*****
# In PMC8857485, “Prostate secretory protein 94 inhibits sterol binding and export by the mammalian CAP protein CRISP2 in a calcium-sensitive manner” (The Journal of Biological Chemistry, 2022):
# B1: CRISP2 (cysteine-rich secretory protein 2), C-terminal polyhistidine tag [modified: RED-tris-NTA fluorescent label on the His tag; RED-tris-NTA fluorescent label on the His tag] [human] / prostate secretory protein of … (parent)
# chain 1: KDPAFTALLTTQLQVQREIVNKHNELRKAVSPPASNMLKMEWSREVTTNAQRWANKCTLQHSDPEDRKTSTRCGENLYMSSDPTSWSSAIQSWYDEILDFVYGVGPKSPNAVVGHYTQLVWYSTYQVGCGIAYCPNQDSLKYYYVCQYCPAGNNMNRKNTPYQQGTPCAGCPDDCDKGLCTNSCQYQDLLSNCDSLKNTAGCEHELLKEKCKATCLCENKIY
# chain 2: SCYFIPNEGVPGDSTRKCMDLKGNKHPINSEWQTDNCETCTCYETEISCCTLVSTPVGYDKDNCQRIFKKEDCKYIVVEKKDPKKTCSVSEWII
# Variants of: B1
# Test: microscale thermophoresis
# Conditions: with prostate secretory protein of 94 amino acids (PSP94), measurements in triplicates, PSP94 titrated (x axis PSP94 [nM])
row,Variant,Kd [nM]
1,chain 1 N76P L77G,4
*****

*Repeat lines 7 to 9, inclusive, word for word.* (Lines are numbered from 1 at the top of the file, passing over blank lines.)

# Conditions: with prostate secretory protein of 94 amino acids (PSP94), measurements in triplicates, PSP94 titrated (x axis PSP94 [nM])
row,Variant,Kd [nM]
1,chain 1 N76P L77G,4